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Blog » 2008 » September

25 Sep 2008

A new president and cabinet!

Filed under: Africa, Noteworthy news — paulcook @ 2:36 pm

South Africa has a new (interim) president and cabinet! I’m quite excited, because it looks by-and-large like a good team. But mostly, I’m really excited because the new Minister of Health is my aunt!

I’ve had some people ask me about the situation recently, so here’s a very brief summary (what follows is of course entirely my opinion). The ruling party (the ANC) has been badly divided recently, between supporters of the outgoing national president Thabo Mbeki, and current ANC president and former national vice-president, Jacob Zuma. The issue is a drawn-out corruption trial against Zuma, arising from an arms deal quite a few years ago. Supporters of Zuma have been alleging interference from Mbeki in the various decisions to continue the prosecution, by the National Prosecution Authority. Supporters of Mbeki, and others, have been keen for the case to be heard — especially as at least some evidence seems fairly strong. Regardless, it’s been interesting to see marches and speeches on BOTH sides, all in defence of the independent judiciary and the constitution.

The most recent turn was a reference to possible interference from Mbeki and government, in a recent ruling in one of the High Courts. This, along with rapid collapse of support in the ANC for Mbeki, was enough to persuade the ANC’s National Executive Committee to recall Mbeki from his deployment as national president (as per the appropriate lingo). He duly resigned on Sunday, active today (the transition process has been managed very carefully and smoothly). Since South Africa is a parliamentary system, the new president is elected by parliament from amongst its members, and is Kgalema Motlanthe.

My thoughts are similar to those I’ve read elsewhere (eg. the Sunday Times): Mbeki was not doing a good job, and so it’s good that he has resigned; though the motives of the Zuma supporters are suspect. In my opinion, Mbeki has been a great statesman in many respects, especially in foreign policy. On the other hand, he’s had a few key weaknesses, notably HIV/AIDS and Zimbabwe. More fundamentally, he has been very controlling, even paranoid, and has sometimes appointed key officials more for loyalty then competence or suitability — notably the outgoing health minister. This has led to far too much corruption and mismanagement, and the subversion of many of the ideals of the struggle. It’s good to see the pendulum finally swing against this leadership style, but the lasting damage is there — even those working most vocally against Mbeki have been using some of the same underhanded and paranoid approaches that he has. This is a huge shame, and it’s not at all clear that Zuma will re-introduce the missing moral high-ground.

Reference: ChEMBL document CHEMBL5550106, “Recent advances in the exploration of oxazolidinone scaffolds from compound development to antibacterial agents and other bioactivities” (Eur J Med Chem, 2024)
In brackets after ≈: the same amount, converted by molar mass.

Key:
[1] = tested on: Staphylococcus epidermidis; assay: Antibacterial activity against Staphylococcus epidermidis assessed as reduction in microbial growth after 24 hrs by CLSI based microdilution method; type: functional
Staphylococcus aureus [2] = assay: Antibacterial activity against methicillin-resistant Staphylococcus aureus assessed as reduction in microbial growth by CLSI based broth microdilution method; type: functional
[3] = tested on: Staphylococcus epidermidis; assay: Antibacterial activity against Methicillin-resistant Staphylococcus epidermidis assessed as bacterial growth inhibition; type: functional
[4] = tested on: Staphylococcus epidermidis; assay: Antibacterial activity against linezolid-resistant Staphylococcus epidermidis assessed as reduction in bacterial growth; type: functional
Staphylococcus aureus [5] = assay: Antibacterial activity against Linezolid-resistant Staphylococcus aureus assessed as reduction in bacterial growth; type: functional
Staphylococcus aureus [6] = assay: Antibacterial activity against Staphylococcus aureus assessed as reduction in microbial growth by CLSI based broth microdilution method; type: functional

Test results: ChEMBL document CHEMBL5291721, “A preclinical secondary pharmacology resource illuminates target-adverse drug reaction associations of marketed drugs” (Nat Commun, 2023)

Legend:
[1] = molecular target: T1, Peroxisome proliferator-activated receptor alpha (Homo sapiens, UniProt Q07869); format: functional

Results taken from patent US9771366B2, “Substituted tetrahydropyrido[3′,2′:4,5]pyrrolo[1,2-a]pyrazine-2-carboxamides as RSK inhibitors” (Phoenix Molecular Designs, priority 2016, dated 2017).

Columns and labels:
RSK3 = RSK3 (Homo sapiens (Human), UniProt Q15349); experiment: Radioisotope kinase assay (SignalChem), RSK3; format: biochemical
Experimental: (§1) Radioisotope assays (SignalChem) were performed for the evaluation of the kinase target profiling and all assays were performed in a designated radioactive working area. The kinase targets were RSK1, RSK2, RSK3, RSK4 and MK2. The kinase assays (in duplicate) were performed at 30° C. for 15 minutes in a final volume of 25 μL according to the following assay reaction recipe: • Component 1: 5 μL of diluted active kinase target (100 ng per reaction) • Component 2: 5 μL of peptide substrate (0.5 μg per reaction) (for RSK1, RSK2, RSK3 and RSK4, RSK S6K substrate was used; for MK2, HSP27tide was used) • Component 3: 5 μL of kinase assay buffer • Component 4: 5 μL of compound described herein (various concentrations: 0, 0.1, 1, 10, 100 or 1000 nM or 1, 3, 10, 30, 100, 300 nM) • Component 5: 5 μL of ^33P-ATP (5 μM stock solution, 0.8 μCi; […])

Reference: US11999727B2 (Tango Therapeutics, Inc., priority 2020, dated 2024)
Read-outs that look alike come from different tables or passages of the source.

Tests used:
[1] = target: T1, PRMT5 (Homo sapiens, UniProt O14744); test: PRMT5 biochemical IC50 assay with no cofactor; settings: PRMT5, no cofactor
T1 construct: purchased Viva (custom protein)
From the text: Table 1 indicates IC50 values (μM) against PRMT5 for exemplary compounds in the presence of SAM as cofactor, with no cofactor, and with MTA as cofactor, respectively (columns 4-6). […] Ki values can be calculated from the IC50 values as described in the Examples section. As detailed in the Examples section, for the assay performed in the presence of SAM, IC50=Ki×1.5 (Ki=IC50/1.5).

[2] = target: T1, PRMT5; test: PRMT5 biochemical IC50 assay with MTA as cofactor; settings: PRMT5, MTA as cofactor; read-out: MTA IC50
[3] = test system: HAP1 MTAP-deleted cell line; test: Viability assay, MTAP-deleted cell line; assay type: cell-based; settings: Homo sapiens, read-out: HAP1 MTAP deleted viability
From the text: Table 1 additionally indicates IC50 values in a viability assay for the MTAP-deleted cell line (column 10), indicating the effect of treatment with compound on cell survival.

As interim president (until the elections due in April or May), however, Kgalema Motlanthe sounds great. From all accounts, he more than almost any senior figure caught up in the divisions has kept a sense of the correct way of handling issues. He has a lot of respect from people across the board, and has been willing to call out some of the more … outspoken Zuma supporters when they have been out of line. So I was quite happy with his election.

And then at 5pm today, the new cabinet was announced, and my aunt is the Minister of Health! Health is of course a huge post in any government, but especially in South Africa, due to HIV/AIDS and related tuberculosis outbreaks, and the poor state of nursing in many of the state hospitals (there are parallel public and private health systems, with healthcare available to all through the public system, but often with poor nursing). The outgoing minister of health was really not at all great at the position, and was an endless source of crazy quotations on mostly AIDS issues. Taking the lead from Mbeki, she has not rolled out the AIDS treatment programme nearly as fast as it could have been — which of course has cost many, many lives and additional infections.

My aunt has more of a financial background, but in recent years has been very interested in the HIV/AIDS crisis, and has worked closely with the Treatment Action Campaign (the group that fought so successfully for the introduction of AIDS drugs). Personally, I think she’s awesome, has a great sense for what needs to be done, and works very hard and with great dedication to ensure that it is achieved. So I really hope she’ll have enough time in office to make profound changes to the healthcare system, and really solve the AIDS problem.

I’m also excited about what her appointment suggests about the new government. In Motlanthe’s first speech, he emphasised the continuity of government policy, but with a focus on successful implementation, and a healing of the divisions in the ANC. The fact that my aunt has been appointed suggests he really means it, since she has stayed out of the fight, and certainly is not one to pander to those in power. So yes, it’s not an entrenching of a power base or payback for a political favour, which is very welcome indeed!

So yeah, I certainly think we have a great team in government now! I haven’t heard from my aunt yet, but since she can’t have been approached about this any more than three days ago, I imagine she’s very, VERY busy right now. And probably a little scared too! The only bad news is that she’s been helping my parents oversee some renovations in Cape Town recently. I imagine she won’t be doing that as much now.